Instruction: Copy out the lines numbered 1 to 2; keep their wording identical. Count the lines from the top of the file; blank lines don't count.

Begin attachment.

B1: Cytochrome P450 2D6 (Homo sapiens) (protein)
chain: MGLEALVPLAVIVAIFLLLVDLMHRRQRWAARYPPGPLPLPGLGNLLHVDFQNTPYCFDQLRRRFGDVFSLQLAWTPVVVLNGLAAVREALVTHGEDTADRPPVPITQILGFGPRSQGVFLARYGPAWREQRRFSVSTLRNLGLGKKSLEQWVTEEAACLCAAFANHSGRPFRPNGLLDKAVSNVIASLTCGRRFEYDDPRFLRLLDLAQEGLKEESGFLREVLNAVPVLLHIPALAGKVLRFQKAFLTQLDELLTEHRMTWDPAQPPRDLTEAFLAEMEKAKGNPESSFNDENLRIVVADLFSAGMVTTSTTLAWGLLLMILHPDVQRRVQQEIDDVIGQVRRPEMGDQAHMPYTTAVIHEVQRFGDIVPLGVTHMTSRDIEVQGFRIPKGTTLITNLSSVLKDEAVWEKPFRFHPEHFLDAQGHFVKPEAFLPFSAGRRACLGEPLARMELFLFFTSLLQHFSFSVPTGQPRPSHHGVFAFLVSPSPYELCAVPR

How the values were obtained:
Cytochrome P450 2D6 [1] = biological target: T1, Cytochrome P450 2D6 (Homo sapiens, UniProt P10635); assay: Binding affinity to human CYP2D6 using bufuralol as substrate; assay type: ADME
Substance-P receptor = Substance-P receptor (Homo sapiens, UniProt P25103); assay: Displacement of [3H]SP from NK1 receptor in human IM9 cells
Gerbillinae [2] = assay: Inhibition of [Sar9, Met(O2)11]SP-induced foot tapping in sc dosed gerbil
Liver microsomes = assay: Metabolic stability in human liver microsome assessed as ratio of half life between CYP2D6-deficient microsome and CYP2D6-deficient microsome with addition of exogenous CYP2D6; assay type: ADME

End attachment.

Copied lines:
B1: Cytochrome P450 2D6 (Homo sapiens) (protein)
chain: MGLEALVPLAVIVAIFLLLVDLMHRRQRWAARYPPGPLPLPGLGNLLHVDFQNTPYCFDQLRRRFGDVFSLQLAWTPVVVLNGLAAVREALVTHGEDTADRPPVPITQILGFGPRSQGVFLARYGPAWREQRRFSVSTLRNLGLGKKSLEQWVTEEAACLCAAFANHSGRPFRPNGLLDKAVSNVIASLTCGRRFEYDDPRFLRLLDLAQEGLKEESGFLREVLNAVPVLLHIPALAGKVLRFQKAFLTQLDELLTEHRMTWDPAQPPRDLTEAFLAEMEKAKGNPESSFNDENLRIVVADLFSAGMVTTSTTLAWGLLLMILHPDVQRRVQQEIDDVIGQVRRPEMGDQAHMPYTTAVIHEVQRFGDIVPLGVTHMTSRDIEVQGFRIPKGTTLITNLSSVLKDEAVWEKPFRFHPEHFLDAQGHFVKPEAFLPFSAGRRACLGEPLARMELFLFFTSLLQHFSFSVPTGQPRPSHHGVFAFLVSPSPYELCAVPR